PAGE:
New research at the University of Zurich (UZH) points the way towards a new type of anti-tumor treatment. This, they hope, will help protect patients from the side effects of cancer therapy.
Tumors are notoriously tricky to eliminate. The new approach, therefore, involves using our own bodies to produce therapeutic compounds at the tumor's exact location. This should dramatically limit the negative side effects of traditional interventions because, unlike chemotherapy or radiotherapy, this approach does no harm to normal healthy cells. In fact, this approach could, potentially, also be used for targeted delivery of medicine against COVID-19 directly to the lungs.
It all revolves around a genetically-modified respiratory virus (an adenovirus, to be exact) which delivers genes encoding anti-cancer and signaling compounds directly into tumor cells. Here, they cause the cells to produce the very substances that destroy them, as well as chemical signals such as cytokines, which tells our immune system that the tumor is a target.
"We trick the tumor into eliminating itself through the production of anti-cancer agents by its own cells," says postdoctoral fellow Sheena Smith, who led the development of the delivery approach.
"The therapeutic agents, such as therapeutic antibodies or signaling substances, mostly stay at the place in the body where they're needed instead of spreading throughout the bloodstream where they can damage healthy organs and tissues" adds Andreas Plückthun, who led the research effort.
The team christened their new approach SHREAD: SHielded, REtargetted ADenovirus. It draws on the previous work of the same team, including ways to guide the virus to particular areas of the body, as well as methods to hide them from our immune system.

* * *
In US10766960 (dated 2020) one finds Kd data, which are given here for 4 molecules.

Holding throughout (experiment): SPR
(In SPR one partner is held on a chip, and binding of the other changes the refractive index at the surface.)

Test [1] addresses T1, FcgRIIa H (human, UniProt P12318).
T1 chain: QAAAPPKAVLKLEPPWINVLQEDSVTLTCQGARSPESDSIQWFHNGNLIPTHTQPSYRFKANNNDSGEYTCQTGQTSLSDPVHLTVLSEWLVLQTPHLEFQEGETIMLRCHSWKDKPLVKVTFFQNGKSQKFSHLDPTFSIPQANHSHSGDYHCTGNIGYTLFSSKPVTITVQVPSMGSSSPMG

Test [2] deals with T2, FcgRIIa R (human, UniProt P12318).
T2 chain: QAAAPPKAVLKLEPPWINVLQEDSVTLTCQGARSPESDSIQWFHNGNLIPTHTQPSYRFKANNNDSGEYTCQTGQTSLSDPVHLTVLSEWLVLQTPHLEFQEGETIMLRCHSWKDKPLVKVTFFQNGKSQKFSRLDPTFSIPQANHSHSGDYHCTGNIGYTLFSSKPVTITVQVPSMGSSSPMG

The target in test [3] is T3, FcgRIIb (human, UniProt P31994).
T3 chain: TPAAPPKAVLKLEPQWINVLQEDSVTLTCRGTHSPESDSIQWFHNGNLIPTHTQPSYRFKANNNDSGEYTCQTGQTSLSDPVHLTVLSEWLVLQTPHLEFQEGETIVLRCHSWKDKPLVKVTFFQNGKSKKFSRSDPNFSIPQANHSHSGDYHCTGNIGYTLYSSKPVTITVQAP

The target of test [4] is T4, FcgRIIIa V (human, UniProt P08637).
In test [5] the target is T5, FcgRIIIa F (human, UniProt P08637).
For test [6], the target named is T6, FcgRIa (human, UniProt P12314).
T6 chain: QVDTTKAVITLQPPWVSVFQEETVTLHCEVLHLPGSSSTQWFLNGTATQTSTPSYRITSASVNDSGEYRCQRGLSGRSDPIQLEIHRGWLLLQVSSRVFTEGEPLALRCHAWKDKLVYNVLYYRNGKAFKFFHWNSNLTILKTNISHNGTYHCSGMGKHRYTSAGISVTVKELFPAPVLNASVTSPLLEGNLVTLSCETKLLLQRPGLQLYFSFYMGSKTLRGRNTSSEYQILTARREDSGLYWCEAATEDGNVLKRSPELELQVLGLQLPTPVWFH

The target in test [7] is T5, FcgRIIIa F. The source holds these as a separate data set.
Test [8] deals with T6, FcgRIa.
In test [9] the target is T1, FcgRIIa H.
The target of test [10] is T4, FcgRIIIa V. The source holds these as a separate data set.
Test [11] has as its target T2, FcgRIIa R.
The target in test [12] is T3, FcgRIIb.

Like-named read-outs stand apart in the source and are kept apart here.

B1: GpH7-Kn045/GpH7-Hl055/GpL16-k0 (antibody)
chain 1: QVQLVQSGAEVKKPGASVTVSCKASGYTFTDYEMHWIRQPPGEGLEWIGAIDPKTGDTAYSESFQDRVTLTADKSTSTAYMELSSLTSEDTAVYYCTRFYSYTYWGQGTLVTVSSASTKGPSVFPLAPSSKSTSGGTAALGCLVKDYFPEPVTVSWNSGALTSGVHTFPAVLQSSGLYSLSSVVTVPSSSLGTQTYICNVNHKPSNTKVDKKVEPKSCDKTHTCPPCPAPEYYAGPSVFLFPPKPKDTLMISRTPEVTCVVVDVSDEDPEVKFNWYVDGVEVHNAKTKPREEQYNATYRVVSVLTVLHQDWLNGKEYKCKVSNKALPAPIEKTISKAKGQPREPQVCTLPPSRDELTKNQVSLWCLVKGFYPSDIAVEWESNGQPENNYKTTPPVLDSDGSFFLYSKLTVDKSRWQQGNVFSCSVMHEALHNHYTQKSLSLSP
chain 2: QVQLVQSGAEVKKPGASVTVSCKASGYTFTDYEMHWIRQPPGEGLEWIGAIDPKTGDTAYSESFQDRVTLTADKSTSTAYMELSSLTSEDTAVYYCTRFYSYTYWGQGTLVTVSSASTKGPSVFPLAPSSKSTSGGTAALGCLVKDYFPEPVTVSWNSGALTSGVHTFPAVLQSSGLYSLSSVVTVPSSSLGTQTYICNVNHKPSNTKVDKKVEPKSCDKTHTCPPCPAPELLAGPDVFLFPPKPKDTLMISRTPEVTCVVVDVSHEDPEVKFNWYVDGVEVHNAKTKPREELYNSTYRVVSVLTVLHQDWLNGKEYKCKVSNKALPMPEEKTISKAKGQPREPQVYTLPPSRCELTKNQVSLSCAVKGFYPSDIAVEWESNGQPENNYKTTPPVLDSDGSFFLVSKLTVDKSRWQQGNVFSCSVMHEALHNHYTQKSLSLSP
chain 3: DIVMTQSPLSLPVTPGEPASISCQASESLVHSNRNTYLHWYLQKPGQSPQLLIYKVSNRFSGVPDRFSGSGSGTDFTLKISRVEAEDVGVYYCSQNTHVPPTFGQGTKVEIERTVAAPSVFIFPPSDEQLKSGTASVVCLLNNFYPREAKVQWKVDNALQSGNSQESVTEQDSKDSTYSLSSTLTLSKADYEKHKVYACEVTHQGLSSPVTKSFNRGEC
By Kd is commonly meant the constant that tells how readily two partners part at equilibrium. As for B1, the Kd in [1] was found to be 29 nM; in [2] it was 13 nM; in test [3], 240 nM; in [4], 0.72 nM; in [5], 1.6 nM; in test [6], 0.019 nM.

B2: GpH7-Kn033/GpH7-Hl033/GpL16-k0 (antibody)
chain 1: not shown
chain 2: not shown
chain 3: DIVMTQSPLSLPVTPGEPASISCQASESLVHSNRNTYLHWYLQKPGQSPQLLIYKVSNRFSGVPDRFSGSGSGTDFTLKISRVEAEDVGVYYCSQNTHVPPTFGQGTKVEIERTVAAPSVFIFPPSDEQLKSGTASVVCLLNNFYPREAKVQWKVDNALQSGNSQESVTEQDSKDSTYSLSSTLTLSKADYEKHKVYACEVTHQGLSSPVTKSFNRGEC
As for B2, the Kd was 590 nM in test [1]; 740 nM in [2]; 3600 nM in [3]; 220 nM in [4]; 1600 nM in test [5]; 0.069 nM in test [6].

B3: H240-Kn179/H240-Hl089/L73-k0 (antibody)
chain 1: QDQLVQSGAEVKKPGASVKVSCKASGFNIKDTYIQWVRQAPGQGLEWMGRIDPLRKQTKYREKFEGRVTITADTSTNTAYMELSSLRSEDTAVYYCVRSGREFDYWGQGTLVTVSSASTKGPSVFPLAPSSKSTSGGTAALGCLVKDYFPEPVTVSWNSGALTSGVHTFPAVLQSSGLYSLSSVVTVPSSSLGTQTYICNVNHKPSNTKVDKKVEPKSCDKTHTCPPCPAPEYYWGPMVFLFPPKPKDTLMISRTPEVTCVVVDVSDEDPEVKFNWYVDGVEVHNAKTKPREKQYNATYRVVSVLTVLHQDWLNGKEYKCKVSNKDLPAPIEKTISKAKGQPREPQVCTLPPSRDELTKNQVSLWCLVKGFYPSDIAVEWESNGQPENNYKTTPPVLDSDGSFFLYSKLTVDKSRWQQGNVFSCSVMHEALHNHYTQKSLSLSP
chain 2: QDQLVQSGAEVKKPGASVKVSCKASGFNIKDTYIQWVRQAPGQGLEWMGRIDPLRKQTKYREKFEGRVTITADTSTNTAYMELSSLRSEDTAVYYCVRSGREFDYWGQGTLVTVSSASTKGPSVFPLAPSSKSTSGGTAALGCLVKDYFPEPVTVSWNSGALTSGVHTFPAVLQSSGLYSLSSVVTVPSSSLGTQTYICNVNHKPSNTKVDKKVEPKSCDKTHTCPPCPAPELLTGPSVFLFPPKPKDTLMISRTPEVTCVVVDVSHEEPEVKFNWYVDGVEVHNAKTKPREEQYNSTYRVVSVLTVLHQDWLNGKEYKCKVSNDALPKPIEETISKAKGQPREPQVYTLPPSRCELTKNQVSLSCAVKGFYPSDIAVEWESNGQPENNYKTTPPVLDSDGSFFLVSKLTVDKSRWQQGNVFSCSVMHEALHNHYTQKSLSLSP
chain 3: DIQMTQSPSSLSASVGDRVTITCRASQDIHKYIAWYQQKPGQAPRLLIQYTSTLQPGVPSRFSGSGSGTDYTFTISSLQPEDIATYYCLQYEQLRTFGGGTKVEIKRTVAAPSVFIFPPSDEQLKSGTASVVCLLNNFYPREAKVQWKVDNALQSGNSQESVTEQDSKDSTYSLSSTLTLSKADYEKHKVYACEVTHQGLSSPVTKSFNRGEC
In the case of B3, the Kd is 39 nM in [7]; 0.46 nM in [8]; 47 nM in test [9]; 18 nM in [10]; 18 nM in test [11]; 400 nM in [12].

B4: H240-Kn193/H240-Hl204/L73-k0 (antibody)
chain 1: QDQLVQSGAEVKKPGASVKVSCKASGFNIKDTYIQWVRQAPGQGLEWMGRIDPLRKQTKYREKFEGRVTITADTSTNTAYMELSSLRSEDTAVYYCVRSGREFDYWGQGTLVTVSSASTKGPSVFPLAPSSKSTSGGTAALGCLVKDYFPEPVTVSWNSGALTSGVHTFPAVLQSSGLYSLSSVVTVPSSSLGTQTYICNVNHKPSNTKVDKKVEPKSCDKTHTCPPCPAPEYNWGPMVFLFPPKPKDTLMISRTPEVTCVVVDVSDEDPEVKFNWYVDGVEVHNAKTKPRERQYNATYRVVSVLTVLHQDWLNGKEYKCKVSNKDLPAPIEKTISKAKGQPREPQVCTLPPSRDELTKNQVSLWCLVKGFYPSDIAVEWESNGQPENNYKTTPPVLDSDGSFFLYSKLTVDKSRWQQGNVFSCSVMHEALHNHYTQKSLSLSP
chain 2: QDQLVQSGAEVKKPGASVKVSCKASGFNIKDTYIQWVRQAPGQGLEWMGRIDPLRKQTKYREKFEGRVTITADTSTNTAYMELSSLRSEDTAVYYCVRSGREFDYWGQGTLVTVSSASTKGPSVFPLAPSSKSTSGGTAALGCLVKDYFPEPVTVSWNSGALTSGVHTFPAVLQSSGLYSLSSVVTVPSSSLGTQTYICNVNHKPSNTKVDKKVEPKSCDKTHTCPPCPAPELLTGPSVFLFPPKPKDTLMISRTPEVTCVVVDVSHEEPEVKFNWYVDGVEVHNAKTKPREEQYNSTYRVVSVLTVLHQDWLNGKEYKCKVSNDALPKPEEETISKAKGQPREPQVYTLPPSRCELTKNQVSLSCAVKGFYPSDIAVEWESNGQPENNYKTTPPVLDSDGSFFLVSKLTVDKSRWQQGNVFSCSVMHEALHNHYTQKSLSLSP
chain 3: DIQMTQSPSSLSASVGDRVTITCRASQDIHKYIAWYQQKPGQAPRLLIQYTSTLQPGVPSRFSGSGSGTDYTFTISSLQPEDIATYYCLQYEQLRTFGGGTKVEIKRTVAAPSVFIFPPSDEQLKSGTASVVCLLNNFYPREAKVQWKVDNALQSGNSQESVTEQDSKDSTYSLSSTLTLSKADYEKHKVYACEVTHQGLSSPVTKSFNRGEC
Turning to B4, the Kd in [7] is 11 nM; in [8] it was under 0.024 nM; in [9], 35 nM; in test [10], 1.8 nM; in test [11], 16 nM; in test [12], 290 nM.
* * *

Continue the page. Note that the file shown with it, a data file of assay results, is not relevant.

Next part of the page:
In order to test their approach, the authors used SHREAD to induce a breast tumor in the mammaries of a lab mouse to produce trastuzumab, a clinically approved breast cancer antibody. In a few days, levels of the antibody inside the tumor itself were higher than they could have been if they were injected directly. At the same time, they were significantly lower in the bloodstream and other tissues compared to what's seen with direct injections -- this helps reduce side effects.
The team used high-resolution 3D imaging methods and tissues rendered totally transparent to see how the antibody creates pores in blood vessels of the tumor and destroys tumor cells from the inside out.
One of the best parts of this approach is that it's not limited only to cancer. The authors explained that by insulating healthy tissues from significant levels of an active substance, it also opens the door for other therapies. For example, it makes it possible to more easily use 'biologics', a family of protein-based drugs. If administered using a traditional injection, such biologics would be too toxic for use, they explain.
The team is currently working on applying SHREAD to anti-COVID-19 therapies.
"By delivering the SHREAD treatment to patients via an inhaled aerosol, our approach could allow targeted production of COVID antibody therapies in lung cells, where they are needed most," Smith explains. "This would reduce costs, increase accessibility of COVID therapies and also improve vaccine delivery with the inhalation approach."
The paper "The SHREAD gene therapy platform for paracrine delivery improves tumor localization and intratumoral effects of a clinical antibody" has been published in the journal PNAS.